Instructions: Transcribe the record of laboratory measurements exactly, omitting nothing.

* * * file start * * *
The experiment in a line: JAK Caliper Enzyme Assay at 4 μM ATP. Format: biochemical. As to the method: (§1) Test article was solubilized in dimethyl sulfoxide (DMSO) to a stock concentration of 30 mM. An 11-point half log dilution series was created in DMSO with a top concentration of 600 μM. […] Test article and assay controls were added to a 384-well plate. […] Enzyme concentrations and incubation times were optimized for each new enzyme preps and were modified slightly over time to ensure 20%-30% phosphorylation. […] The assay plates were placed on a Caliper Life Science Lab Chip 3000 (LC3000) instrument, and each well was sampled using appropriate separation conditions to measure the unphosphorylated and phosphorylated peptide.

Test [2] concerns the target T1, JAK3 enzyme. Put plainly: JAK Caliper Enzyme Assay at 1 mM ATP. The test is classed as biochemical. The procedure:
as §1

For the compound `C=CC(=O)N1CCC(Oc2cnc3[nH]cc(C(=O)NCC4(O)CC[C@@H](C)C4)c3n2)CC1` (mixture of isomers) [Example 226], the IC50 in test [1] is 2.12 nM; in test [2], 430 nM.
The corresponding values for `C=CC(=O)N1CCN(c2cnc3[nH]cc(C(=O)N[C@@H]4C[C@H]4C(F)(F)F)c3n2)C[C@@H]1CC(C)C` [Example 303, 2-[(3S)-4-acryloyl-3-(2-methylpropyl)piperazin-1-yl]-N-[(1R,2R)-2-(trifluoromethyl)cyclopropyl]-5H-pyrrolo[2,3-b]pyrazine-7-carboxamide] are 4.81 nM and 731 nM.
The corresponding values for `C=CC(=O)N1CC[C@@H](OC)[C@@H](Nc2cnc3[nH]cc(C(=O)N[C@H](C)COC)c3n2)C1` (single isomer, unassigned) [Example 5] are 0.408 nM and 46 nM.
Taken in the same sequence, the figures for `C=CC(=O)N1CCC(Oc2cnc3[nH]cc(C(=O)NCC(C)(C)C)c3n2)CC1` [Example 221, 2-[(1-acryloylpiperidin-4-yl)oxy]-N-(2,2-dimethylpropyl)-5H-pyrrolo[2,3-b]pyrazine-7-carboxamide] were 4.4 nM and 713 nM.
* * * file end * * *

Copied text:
The experiment in a line: JAK Caliper Enzyme Assay at 4 μM ATP. Format: biochemical. As to the method: (§1) Test article was solubilized in dimethyl sulfoxide (DMSO) to a stock concentration of 30 mM. An 11-point half log dilution series was created in DMSO with a top concentration of 600 μM. […] Test article and assay controls were added to a 384-well plate. […] Enzyme concentrations and incubation times were optimized for each new enzyme preps and were modified slightly over time to ensure 20%-30% phosphorylation. […] The assay plates were placed on a Caliper Life Science Lab Chip 3000 (LC3000) instrument, and each well was sampled using appropriate separation conditions to measure the unphosphorylated and phosphorylated peptide.

Test [2] concerns the target T1, JAK3 enzyme. Put plainly: JAK Caliper Enzyme Assay at 1 mM ATP. The test is classed as biochemical. The procedure:
as §1

For the compound `C=CC(=O)N1CCC(Oc2cnc3[nH]cc(C(=O)NCC4(O)CC[C@@H](C)C4)c3n2)CC1` (mixture of isomers) [Example 226], the IC50 in test [1] is 2.12 nM; in test [2], 430 nM.
The corresponding values for `C=CC(=O)N1CCN(c2cnc3[nH]cc(C(=O)N[C@@H]4C[C@H]4C(F)(F)F)c3n2)C[C@@H]1CC(C)C` [Example 303, 2-[(3S)-4-acryloyl-3-(2-methylpropyl)piperazin-1-yl]-N-[(1R,2R)-2-(trifluoromethyl)cyclopropyl]-5H-pyrrolo[2,3-b]pyrazine-7-carboxamide] are 4.81 nM and 731 nM.
The corresponding values for `C=CC(=O)N1CC[C@@H](OC)[C@@H](Nc2cnc3[nH]cc(C(=O)N[C@H](C)COC)c3n2)C1` (single isomer, unassigned) [Example 5] are 0.408 nM and 46 nM.
Taken in the same sequence, the figures for `C=CC(=O)N1CCC(Oc2cnc3[nH]cc(C(=O)NCC(C)(C)C)c3n2)CC1` [Example 221, 2-[(1-acryloylpiperidin-4-yl)oxy]-N-(2,2-dimethylpropyl)-5H-pyrrolo[2,3-b]pyrazine-7-carboxamide] were 4.4 nM and 713 nM.